On Tuesday morning the Air Force shot down a Syrian fighter jet for no good reason on earth.
For the first time in 30 years, a Syrian fighter jet on Tuesday morning strayed over the border with Israel – or rather, over the border with the Israeli-occupied Golan Heights, which rightfully belongs to Syria. Israeli military officials reportedly think it was an accident. They also think the Syrian jet was on its way to bomb Al-Nusra jihadists on the Syrian side of the border.
The incursion of the Syrian plane lasted two seconds. It got about 800 meters onto the Israeli-occupied side of the border. Then the pilots turned the jet back toward Syria.
So what did Israel do then? What else? It blew the Syrian jet out of the sky. The crippled plane landed on the Syrian side of the border. Thankfully, the Syrian pilots ejected safely.
All the details of the incident point to an Israeli act of incredible recklessness and stupidity.
Yedioth Ahronoth reports that “the IDF thinks the jet crossed into Israel by accident en route to attacking rebel positions on the Golan.” Same story: “According to a military source, the jet entered Israel for a couple of seconds, penetrating a few hundred meters before turning back (bold italics added), at which point it was hit by the Patriot missile.”
But then a few paragraphs later, an IDF officer tells Yedioth: “We identified the Syrian jet at a height of 10-14,000 feet. That’s a height considered comfortable for an attack run. A fighter jet can reach the Sea of Galilee in less than a minute and everywhere else in five.”
Yeah. The Syrian jet is looking to bomb Al-Nusra jihadists on the Syrian side of the border, it strays accidentally onto the Israeli-controlled side for two goddamn seconds, then it turns back toward Syria – and it was a threat to Israel.
The Haaretz story presents the IDF version of the incident a lot more simply: “Although Israel did not see any threat of attack on its own territory from that plane, its policy stipulates that any plane that breaches its territorial authority must be downed to avoid security risk.”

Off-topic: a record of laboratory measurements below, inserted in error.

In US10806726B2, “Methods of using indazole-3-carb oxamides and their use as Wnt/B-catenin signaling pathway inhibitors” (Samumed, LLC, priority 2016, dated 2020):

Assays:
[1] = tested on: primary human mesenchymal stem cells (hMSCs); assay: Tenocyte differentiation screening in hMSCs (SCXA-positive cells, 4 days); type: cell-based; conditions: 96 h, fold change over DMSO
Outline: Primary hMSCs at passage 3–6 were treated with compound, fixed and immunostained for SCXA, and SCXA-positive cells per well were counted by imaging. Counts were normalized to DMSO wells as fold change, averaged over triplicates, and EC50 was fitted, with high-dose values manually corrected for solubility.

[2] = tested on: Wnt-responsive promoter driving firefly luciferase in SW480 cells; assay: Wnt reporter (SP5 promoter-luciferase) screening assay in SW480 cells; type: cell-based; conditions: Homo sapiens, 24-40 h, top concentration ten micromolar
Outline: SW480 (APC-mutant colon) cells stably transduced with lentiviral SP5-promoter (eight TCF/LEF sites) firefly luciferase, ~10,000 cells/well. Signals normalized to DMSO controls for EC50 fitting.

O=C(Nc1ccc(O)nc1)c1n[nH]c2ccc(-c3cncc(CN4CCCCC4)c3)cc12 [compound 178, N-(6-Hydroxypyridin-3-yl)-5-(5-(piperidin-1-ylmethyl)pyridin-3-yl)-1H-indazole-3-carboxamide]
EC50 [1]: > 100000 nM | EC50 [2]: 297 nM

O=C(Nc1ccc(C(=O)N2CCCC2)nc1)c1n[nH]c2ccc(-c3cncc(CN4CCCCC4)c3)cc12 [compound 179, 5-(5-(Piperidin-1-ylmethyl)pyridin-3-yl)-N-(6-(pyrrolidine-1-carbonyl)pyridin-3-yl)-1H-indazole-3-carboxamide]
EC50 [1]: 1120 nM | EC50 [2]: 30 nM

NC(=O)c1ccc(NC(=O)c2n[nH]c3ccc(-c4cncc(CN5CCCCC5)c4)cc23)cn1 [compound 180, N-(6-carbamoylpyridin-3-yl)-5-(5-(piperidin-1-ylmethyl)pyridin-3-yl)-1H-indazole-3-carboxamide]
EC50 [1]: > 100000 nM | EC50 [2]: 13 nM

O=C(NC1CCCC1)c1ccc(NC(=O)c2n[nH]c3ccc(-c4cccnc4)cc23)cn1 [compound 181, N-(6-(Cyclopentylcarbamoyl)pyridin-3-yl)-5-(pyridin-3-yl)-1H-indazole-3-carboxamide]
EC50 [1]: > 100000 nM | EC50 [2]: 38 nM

What security risk? That the jet was going to spy on Israel? Israel has been sending spy jets over Lebanon a few times a week for many years – is it okay, from Israel’s point of view, for Lebanon to shoot down those planes? Israel has just given Hezbollah a great precedent for doing so.
Defense Minister Moshe Ya’alon said Tuesday in response to the incident that the Syrian plane approached Israeli territory in a “threatening manner” and crossed the border.
“We’ve clarified this in the past and we’re emphasizing it again now: We won’t allow anybody, whether it’s a state or a terrorist organization, to threaten our security and violate our sovereignty,” the defense minister and former IDF chief of staff said. “We will respond forcefully to all attempts of this kind, whether it’s an accident or intentional.”
Ever since the war in Gaza ended, people here have been saying another war is coming on the northern border. And what I’ve been dreading is that Israel, given this expectation, will interpret every little move on the other side of the border as proof of intent to attack, and “preempt” it by attacking first.
And that’s what happened today. Will this incident start a war with Syria? Most likely not. But eventually I believe Israel will set off a war with Hezbollah or Syria or Iran or somebody, because its limitless fear produces limitless aggression. No one likes to live in fear, and the best way to lose that fear is to strike first. That, in a nutshell, is Israel’s military policy, reiterated this morning over the Syrian border.